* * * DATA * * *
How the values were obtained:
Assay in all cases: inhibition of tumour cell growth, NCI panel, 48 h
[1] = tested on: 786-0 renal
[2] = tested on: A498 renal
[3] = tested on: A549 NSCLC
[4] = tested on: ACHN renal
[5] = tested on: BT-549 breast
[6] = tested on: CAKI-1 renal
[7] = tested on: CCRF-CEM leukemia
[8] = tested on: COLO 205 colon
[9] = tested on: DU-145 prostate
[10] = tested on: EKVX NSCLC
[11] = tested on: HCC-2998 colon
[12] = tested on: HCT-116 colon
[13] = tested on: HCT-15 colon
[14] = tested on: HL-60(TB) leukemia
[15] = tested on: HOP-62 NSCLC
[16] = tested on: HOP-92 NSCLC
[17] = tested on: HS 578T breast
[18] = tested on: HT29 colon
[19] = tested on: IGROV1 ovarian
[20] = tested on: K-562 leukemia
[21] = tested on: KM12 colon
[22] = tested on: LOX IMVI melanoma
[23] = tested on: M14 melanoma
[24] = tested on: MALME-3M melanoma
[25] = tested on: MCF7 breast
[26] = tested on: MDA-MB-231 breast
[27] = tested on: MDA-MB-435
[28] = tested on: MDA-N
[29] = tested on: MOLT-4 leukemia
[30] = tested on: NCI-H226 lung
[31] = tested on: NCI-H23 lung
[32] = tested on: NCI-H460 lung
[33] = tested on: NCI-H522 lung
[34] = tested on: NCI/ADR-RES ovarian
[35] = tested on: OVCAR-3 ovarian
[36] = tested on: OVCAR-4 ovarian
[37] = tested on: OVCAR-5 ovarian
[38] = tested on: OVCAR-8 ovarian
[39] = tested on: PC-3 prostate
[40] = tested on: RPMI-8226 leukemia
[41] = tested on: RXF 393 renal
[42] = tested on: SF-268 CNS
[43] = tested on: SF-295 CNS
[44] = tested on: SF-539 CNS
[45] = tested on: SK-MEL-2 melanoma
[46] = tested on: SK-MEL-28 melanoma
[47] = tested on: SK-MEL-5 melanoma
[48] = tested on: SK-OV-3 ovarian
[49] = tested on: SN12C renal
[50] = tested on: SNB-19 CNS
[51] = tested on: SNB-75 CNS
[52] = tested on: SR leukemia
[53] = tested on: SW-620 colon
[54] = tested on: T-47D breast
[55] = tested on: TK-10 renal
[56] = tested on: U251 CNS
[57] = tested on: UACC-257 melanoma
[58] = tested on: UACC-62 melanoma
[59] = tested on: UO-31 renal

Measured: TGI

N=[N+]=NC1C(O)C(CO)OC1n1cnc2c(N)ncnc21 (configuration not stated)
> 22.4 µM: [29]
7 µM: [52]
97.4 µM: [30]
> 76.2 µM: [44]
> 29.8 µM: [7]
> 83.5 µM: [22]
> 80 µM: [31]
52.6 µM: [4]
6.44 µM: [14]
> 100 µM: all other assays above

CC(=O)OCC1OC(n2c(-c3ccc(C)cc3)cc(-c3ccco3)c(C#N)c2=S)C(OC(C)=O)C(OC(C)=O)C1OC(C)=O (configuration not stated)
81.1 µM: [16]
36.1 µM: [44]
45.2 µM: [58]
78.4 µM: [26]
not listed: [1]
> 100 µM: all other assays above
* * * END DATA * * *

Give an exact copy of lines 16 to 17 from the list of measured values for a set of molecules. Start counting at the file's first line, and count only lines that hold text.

[14] = tested on: HL-60(TB) leukemia
[15] = tested on: HOP-62 NSCLC